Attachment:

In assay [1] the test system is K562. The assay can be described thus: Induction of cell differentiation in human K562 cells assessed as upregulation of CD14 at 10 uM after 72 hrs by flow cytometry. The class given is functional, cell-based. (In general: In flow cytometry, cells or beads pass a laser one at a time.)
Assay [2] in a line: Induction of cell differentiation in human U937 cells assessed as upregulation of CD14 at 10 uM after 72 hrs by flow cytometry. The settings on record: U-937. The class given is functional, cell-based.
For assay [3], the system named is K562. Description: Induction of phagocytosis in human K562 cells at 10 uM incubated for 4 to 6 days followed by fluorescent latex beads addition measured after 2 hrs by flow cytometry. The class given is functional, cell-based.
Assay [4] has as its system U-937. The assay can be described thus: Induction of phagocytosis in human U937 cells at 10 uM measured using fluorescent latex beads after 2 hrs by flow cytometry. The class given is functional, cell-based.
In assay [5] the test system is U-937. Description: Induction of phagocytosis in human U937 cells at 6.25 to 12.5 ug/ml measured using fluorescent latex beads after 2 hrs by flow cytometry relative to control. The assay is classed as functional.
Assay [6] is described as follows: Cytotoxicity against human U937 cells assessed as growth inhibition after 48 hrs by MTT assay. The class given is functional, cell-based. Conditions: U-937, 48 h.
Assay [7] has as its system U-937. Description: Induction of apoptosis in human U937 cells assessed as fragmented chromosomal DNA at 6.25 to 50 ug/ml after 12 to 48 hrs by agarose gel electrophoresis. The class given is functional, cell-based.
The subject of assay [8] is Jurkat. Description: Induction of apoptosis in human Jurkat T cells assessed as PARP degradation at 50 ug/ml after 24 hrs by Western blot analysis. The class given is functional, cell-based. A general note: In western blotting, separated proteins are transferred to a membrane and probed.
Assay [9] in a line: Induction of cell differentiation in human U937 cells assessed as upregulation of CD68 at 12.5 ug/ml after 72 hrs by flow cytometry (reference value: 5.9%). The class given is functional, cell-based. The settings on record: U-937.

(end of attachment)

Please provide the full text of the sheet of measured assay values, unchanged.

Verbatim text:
In assay [1] the test system is K562. The assay can be described thus: Induction of cell differentiation in human K562 cells assessed as upregulation of CD14 at 10 uM after 72 hrs by flow cytometry. The class given is functional, cell-based. (In general: In flow cytometry, cells or beads pass a laser one at a time.)
Assay [2] in a line: Induction of cell differentiation in human U937 cells assessed as upregulation of CD14 at 10 uM after 72 hrs by flow cytometry. The settings on record: U-937. The class given is functional, cell-based.
For assay [3], the system named is K562. Description: Induction of phagocytosis in human K562 cells at 10 uM incubated for 4 to 6 days followed by fluorescent latex beads addition measured after 2 hrs by flow cytometry. The class given is functional, cell-based.
Assay [4] has as its system U-937. The assay can be described thus: Induction of phagocytosis in human U937 cells at 10 uM measured using fluorescent latex beads after 2 hrs by flow cytometry. The class given is functional, cell-based.
In assay [5] the test system is U-937. Description: Induction of phagocytosis in human U937 cells at 6.25 to 12.5 ug/ml measured using fluorescent latex beads after 2 hrs by flow cytometry relative to control. The assay is classed as functional.
Assay [6] is described as follows: Cytotoxicity against human U937 cells assessed as growth inhibition after 48 hrs by MTT assay. The class given is functional, cell-based. Conditions: U-937, 48 h.
Assay [7] has as its system U-937. Description: Induction of apoptosis in human U937 cells assessed as fragmented chromosomal DNA at 6.25 to 50 ug/ml after 12 to 48 hrs by agarose gel electrophoresis. The class given is functional, cell-based.
The subject of assay [8] is Jurkat. Description: Induction of apoptosis in human Jurkat T cells assessed as PARP degradation at 50 ug/ml after 24 hrs by Western blot analysis. The class given is functional, cell-based. A general note: In western blotting, separated proteins are transferred to a membrane and probed.
Assay [9] in a line: Induction of cell differentiation in human U937 cells assessed as upregulation of CD68 at 12.5 ug/ml after 72 hrs by flow cytometry (reference value: 5.9%). The class given is functional, cell-based. The settings on record: U-937.